Blessed (and weird) are the record store saints, who save God-forsaken disks from ending up in landfill graveyards, finding them venerating homes, instead.
Unlike most independent record retailers following today’s standard playbook, replacing compact discs and used vinyl in their bins with virgin 12-inch vinyl re-issues and contemporary pressings, a few shopkeepers still operate shrines to holy relics of the 1950s to 1980s–original 45 rpm singles. No new ones are being pressed, so these halo-like plastic wafers inspire religious fervor and even madness
Consider Val Shively, who claims to stock over 4 million records in his overstuffed three-story shop, R&B Records. To a western suburb of Philadelphia trek collectors from the Far East and Europe. They come in search of mid-XXth Century icons, especially vocal harmony group sounds like those once recorded in Philly. Call them “doo-wops” or “moldy oldies”, these tunes bridged musical genres from jazz to guitar-driven rock, then rap. Some customers recall young loves or parents’ favorite songs, others are drawn by the sheer rarity of Val’s antiquities.
His store sells classic soul and country singles, too. Regardless of musical style, if it’s on 7-inch vinyl, he’s probably got it here. But first, newcomers may face Val’s devilish trolling.
His front door features a DO NOT ENTER traffic sign with “unless you know what you want” added in small print. The walk-in trade isn’t what it used to be (he’s been at this spot since 1990), but Val won’t tolerate timewasters. There’s just not enough room.
Squeezing through the entranceway tight with crates, shelves, black plastic in brown paper wrappers, publicity photos and framed record sleeves, you emerge into a cavern filled with floor-to-ceiling aging vinyl.
Val’s shop stocks CDs and even 12-inch platters, but overwhelmingly 45 rpm singles, acquired from failing wholesalers, jukebox suppliers, other collectors, as well as from shopping-bag-toting visitors. Though there’s no room for more, he keeps buying. Val admits: “It’s an obsession, it’s a sickness.”
Are there really over four million records crammed into this tight space?
“You want to count them?” Val’s voice and diction would fit into a movie starring The Three Stooges, who grew up not far from here. “I never counted them all.”
So he could have claimed just two million…
“I did, but nobody liked it. I asked people you like three, you like five? How about four million? Go ahead, do it. That’s how it happened.”
Don’t be fooled by Val’s fuzzy math. He remembers what he paid for almost every record in the place, often setting the price for a rarity that he’s bought and sold again. For disks that might have cost 79 cents at retail when first issued, prices range here from $30 to $4000.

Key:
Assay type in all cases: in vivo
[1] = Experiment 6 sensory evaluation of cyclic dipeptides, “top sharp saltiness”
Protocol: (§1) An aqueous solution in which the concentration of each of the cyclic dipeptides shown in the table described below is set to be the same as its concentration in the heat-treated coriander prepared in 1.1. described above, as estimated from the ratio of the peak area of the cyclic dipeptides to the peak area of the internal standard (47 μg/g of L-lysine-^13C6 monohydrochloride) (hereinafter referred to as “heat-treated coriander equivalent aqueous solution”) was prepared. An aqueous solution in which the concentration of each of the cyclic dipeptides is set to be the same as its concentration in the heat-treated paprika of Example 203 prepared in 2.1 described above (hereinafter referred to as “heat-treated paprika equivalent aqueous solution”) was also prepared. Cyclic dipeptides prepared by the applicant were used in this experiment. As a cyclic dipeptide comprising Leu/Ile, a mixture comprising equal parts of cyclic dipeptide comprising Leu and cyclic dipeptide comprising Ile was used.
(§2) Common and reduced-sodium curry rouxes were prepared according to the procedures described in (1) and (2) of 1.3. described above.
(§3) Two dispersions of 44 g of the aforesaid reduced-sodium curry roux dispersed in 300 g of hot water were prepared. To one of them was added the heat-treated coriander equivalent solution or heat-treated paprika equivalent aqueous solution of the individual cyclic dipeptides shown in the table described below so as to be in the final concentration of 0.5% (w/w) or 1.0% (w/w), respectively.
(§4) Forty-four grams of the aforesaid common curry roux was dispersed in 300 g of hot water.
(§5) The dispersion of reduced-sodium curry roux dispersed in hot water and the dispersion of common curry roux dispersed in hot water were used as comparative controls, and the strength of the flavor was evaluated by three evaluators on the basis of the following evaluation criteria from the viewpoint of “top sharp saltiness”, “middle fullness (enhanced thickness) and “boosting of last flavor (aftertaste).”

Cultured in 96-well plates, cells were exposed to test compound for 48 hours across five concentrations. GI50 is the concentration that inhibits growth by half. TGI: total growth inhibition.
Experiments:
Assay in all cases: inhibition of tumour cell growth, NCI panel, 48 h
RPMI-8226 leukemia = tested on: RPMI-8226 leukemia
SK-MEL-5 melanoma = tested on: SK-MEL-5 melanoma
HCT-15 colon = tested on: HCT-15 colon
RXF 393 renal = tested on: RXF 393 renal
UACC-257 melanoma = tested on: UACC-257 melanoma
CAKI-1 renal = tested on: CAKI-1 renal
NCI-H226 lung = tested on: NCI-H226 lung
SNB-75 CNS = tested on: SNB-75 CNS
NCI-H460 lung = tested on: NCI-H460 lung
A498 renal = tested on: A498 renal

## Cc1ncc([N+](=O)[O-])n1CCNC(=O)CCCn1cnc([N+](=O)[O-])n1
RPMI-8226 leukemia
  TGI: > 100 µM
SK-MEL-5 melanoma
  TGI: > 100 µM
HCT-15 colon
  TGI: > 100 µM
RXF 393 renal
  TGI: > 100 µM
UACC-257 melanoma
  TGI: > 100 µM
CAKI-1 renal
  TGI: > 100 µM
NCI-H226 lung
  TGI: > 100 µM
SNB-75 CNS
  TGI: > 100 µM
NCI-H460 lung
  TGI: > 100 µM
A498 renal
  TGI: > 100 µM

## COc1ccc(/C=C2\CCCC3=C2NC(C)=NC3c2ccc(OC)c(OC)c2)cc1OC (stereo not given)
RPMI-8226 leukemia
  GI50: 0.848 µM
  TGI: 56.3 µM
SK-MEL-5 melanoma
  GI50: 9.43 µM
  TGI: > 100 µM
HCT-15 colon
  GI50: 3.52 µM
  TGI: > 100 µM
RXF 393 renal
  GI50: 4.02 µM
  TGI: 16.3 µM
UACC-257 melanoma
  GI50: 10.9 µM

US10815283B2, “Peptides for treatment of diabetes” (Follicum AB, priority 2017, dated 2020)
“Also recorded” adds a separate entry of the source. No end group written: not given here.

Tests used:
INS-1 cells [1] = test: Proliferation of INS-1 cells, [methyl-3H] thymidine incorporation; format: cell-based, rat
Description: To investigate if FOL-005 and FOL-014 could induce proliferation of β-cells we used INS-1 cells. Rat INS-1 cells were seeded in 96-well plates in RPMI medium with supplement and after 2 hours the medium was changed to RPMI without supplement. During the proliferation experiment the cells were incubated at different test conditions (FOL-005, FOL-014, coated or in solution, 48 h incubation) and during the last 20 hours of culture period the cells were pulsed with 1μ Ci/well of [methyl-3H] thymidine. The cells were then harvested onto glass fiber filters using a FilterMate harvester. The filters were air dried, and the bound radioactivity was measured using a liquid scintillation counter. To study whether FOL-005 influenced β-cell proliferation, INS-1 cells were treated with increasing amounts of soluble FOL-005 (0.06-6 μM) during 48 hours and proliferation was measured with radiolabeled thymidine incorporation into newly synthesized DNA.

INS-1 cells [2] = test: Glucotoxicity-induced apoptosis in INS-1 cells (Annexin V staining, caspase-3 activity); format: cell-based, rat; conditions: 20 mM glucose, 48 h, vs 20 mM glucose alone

Which of his high-priced relics would Val recommend to a deep-pocketed first-time pilgrim?
“I should pull out ‘Golden Teardrops’ by the Flamingos. Everybody likes that. It’s a classic. It’s over there in those boxes with the rare records.”
The 1953 release of “Golden Teardrops” on Chance Records, in red translucent plastic (“with slight label wear”) is priced by Val at $2500, about 15% higher than its weight in solid gold.
Listen to “Golden Teardrops”, with its smooth “ooh-ee-oohs” and “dum-dum-dum-dums.” Go back to when cool, mellow four- and five-part harmonies were the sound of young groups eager for their two-and-a-half minutes of fame.
Not a hit when first released, “Golden Teardrops” gained its reputation from word-of-mouth by a small group of avid collectors, prodded by a handful of dealers, including Val.
“This was the Flamingos with Solomon McElroy singing lead. Johnny Carter—he went on to the Dells—wrote the song and sang tenor…” Tumbling out of Val comes a verbal Wikipedia of vinyl lore. He can tell you about every group or recording he treasures in here, the other stuff not so much.
When a visitor asks about three scarce self-released singles by country and punk-ish performers, Val goes silent, briefly. “I don’t know where any of this shit is. Chuck! He knows everything in the place. I couldn’t run this business without him.”
Chuck Dabasian was hired by Val in his first shop when a regular visitor as a high-schooler. He’s worked for him full time since 1975 “After all these years with me, he’s still amazing–very pleasant and patient. When he works with customers, nobody wants me. They all want the nice guy!”